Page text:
UN Secretary-General António Guterres repeated his appeal to shift away from fossil fuels, such as coal, to renewable sources, and to reform the energy, food, transport and financial sectors to work with nature, not against it.

“To succeed, we need international cooperation. Compromise. Solidarity. Let’s focus all our efforts on making peace with nature. And let’s build a cleaner, greener future for all,” he said.

Latest news

Anti-vaxxers demonstrate against Covid Safe Ticket in Brussels
Hundreds of supporters of the anti-vaxx movement gathered on Saturday outside the headquarters of the Pfizer pharmaceutical company to protest ...
Belgium’s investment funds total 260 billion euros in assets
Belgium’s funds industry grew by 5.3% (13 billion euros) in the second quarter of this year, bringing investment funds available to the public to ...
Brussels to Luxembourg by train in two hours soon possible
The fastest train ride between Brussels and Luxembourg currently takes almost three hours, but that could be slashed to about two hours thanks to the ...
Daily Covid infections up by almost 30% in Belgium
Between 6 and 12 October, an average of 2,438 people were infected with the Covid-19 virus every day, according to figures from the Sciensano public ...
Over 80,000 companies in Belgium non-compliant with anti-money laundering meassures
Over 80,000 companies and non-profits in Belgium are still not compliant with the Ultimate Business Owner (UBO) register, which is required of them ...
Increase in tax exemption for donations in Belgium fails to meet expectations
The increase from 45% to 60% in the tax exemption for donations, decided by the former federal government in June 2020, has cost Belgium more than ...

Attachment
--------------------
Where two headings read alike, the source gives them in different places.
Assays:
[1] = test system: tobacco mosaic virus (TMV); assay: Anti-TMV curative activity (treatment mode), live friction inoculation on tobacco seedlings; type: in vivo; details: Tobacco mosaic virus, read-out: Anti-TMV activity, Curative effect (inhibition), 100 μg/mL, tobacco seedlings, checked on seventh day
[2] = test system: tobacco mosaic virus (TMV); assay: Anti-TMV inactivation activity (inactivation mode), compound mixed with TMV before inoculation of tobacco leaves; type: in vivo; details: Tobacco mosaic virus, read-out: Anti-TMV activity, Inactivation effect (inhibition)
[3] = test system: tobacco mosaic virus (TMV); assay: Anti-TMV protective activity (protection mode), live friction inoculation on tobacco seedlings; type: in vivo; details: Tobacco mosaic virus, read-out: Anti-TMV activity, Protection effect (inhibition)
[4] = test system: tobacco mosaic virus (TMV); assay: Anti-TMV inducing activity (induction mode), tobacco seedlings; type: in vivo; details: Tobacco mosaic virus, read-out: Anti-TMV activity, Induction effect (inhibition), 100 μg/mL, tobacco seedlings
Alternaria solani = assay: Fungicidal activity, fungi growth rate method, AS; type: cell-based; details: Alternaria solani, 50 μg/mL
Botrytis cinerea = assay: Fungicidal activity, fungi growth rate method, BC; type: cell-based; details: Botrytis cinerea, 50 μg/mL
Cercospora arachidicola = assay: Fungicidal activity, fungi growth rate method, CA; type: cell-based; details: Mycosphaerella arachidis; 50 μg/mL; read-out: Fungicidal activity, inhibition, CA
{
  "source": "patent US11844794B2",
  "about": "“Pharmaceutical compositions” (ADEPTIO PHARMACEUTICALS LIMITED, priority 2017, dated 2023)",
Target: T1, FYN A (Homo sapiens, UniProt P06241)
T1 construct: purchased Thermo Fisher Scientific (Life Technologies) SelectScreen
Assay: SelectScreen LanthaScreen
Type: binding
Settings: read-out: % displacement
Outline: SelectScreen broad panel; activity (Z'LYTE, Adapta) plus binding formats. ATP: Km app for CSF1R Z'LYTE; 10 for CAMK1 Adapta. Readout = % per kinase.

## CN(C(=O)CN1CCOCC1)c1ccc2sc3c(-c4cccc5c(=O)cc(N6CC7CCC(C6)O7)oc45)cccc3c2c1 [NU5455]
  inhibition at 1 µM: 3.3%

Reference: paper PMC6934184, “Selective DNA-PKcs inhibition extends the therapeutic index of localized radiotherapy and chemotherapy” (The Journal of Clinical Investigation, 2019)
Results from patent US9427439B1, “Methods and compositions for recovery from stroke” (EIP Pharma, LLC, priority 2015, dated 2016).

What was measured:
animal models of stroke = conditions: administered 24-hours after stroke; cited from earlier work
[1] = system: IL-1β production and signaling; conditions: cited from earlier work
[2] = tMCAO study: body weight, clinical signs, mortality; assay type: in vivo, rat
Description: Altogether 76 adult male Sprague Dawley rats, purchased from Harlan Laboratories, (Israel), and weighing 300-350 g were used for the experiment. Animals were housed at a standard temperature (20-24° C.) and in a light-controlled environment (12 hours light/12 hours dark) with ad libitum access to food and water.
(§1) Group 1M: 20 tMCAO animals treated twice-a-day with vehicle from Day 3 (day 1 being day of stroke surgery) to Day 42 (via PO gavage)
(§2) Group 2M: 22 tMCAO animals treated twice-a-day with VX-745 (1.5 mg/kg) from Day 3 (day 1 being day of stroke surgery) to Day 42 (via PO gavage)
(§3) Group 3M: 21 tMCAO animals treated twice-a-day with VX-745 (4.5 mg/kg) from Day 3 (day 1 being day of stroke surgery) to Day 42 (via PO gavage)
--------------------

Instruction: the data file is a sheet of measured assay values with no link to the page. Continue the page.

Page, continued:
Sex workers in Belgium to get more social rights protection
The social rights of sex workers will soon be better protected in Belgium, Belga News Agency reports. The Council of Ministers has approved a draft ...
Belgian firms sent almost 266 billion euros to tax havens last year
Hundreds of Belgian firms sent close to 266 billion euros to tax havens last year, De Tijd reported on Saturday. Any Belgian individual or firm ...
Belgian investigator wins prestigious US prize
Olivier Hardy, an investigator with the federal police’s anti-terrorist unit in Brussels, DR3, received on Friday a "Top Cop" prize in Washington for ...
Pegasus Project: European Parliament awards journalism prize to investigation of use of spyware
The Daphne Caruana Prize for Journalism was awarded on Thursday to the journalists from the Pegasus Project coordinated by the Forbidden Stories ...
Belgians can now test their knowledge of driving rules and win prizes
The Walloon Road Safety Agency (AWSR) launched on Friday a quiz to allow the general public to test their knowledge of the highway code. Last year, ...
600 extras wanted for film about Belgian ‘Porn King’ and notorious Antwerp nightclub
A Belgian movie telling the story of a notorious Antwerp nightclub with connections to a Belgian 'Porn King' is looking for 600 extras at the end of ...